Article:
More likely just dumb people, there are a lot of them.

Seems like this article is a postmortem on Nick Smith.

what a failure he has been....

Please not Paula Bennett! Didn't she do even less than Nick Smith as housing minister?

And now she's too busy doing nothing about climate change.

Interesting night on Radio Live with Mitch Harris, he reckons she'll be shaking in her boots if Winston teams up with the Nats, that she looked pretty damned shaken on Saturday standing behind Bill.

Yep, I suspect it would have to be backbench for her and Tolley while the investigation of who leaked his personal details gets underway. That said though, far easier to see that investigation get done properly if he's part of government on the other side of the house.

http://www.nzherald.co.nz/politics/news/article.cfm?c_id=280&objectid=11...

Hasn't everybody been exonerated by the cover-uppers

If AKL house price keeps going north for the next three years, a revolution is expected to come.

Doesn't matter how many houses any govt builds if they are not affordable then it's a waste of time.

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I drove to Hobsonville on Sunday to look at the housing there.
I was disgusted to find nearly all the dog box houses there were north of $800,000. (2 bedroom)
This was Government air force land and to see it selling to people for that price was an indictment on the National Government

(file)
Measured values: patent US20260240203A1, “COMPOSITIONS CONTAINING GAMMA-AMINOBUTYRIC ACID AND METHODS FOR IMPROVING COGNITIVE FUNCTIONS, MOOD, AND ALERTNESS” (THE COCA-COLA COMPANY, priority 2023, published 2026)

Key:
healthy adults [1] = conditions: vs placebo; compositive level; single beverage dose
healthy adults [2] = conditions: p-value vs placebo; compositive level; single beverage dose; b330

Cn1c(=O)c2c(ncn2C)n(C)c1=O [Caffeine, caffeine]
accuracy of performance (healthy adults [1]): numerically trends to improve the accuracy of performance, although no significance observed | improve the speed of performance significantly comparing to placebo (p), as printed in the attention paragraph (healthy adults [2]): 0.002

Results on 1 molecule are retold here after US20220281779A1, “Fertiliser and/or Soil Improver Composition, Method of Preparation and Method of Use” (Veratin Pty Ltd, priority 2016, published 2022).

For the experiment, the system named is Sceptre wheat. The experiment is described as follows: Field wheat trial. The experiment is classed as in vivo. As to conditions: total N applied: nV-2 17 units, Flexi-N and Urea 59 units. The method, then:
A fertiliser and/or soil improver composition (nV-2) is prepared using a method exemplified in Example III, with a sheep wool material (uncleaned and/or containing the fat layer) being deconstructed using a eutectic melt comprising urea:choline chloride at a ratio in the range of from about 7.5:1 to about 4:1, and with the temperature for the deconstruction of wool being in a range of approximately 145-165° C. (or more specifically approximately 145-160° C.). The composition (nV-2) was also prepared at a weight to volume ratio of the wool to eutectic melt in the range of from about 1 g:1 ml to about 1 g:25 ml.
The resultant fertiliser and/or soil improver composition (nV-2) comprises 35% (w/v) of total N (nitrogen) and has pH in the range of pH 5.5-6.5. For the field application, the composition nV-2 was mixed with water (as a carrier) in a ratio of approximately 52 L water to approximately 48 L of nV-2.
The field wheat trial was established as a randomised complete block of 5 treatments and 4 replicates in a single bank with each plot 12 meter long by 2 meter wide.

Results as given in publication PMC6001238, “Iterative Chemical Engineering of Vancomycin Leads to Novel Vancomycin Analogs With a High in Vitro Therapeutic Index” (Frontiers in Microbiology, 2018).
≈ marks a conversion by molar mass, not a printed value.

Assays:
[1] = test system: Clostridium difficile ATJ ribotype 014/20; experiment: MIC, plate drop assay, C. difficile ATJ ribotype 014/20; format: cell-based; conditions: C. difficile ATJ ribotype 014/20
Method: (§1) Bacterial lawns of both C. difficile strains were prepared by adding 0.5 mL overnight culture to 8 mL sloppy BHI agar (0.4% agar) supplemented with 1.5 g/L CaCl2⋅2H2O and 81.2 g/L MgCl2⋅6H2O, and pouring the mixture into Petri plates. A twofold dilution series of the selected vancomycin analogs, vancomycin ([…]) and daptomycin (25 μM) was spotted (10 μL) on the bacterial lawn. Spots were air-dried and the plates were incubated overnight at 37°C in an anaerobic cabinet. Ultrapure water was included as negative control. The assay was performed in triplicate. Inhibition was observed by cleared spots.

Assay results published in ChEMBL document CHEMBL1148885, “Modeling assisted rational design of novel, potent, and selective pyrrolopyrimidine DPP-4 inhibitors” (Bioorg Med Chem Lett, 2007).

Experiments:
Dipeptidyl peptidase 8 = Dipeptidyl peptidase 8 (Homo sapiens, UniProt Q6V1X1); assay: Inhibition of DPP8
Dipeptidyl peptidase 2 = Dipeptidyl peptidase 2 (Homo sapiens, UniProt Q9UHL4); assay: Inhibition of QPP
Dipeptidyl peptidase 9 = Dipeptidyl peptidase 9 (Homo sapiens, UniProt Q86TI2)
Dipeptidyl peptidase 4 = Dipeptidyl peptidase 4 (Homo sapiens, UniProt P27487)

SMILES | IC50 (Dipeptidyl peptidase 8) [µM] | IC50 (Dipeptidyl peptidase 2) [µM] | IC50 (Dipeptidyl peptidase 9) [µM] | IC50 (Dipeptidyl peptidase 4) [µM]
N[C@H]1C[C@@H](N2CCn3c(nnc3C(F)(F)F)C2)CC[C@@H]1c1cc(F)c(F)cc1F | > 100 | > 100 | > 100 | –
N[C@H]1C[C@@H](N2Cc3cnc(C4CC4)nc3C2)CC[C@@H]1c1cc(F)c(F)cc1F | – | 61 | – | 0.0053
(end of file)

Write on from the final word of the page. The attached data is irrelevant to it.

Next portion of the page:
The answer is to build smaller affordable homes. I am sure this is possible.
Also, building 10,000 extra houses is a waste of time if we are encouraging 70,000 to come here.

Some smaller, affordable homes existed in this housing area. There was a mixture of 1970's weatherboard houses (unfortunately on large sections) and smaller old style town houses. They were originally constructed to house defence force staff and were being rented to the public. I was renting one of the small townhouses, raising my son as a solo father on a low income and the government evicted me so as to tear it down and replace it with one of the overpriced dog boxes you mention.

Phil Goff and Nick Smith got on so well together, between them they were easily able to decide how to ban housing from even more land around Auckland (but open up Waiheke Island).

One down one to go?